Gardeners will have a new source for seeds that should thrive in Whidbey’s climate. Deep Harvest Farm located on South Whidbey Island is offering a selection of organic vegetable seeds at Bayview Farm and Garden located in Langley. Nathaniel Talbot, owner of Deep Harvest Farm, has been developing organic seeds since he was a student at the farmer training center located at the Greenbank Farm. He has 20 varieties of vegetable seeds he has available for sale at the south end garden center.
Coupeville Chamber of Commerce honored several members Feb. 6 during its annual awards banquet. The big winner of the night was Dan Miranda and Front Street Grill, which won Business of the Year.
Coupeville Chamber of Commerce is now accepting nominations for our 2014 Excellence In Business Awards, sponsored by Whidbey Island Bank. Categories are: Business of The Year, Entrepreneurial Spirit, Business Leadership and Lifetime Achievement Award. Winners of the 2013 Excellence In Business Awards were: Business of The Year: Whidbey Island Bank; Entrepreneurial Spirit: Lavender Wind; Business Leadership: Janice Vaughan; Lifetime Achievement: Coupeville Festival Association.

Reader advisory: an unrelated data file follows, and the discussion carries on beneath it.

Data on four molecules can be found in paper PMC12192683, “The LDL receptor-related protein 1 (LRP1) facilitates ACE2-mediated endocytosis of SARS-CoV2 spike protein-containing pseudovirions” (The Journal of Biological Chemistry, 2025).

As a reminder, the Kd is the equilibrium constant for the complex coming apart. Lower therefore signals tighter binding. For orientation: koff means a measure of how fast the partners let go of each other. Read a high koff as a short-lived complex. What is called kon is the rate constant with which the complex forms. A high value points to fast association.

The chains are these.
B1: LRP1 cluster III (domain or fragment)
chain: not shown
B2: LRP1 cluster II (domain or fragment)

More than 1,000 large cement blocks connected by thick cable are being installed around the perimeter of the Navy’s Outlying Field Coupeville.
Years toiling in the restaurant industry paid off for one Coupeville chef. Tyler Hansen, who recently moved to Whidbey Island, is the new owner of the Oystercatcher, a cozy little bistro located in downtown Coupeville.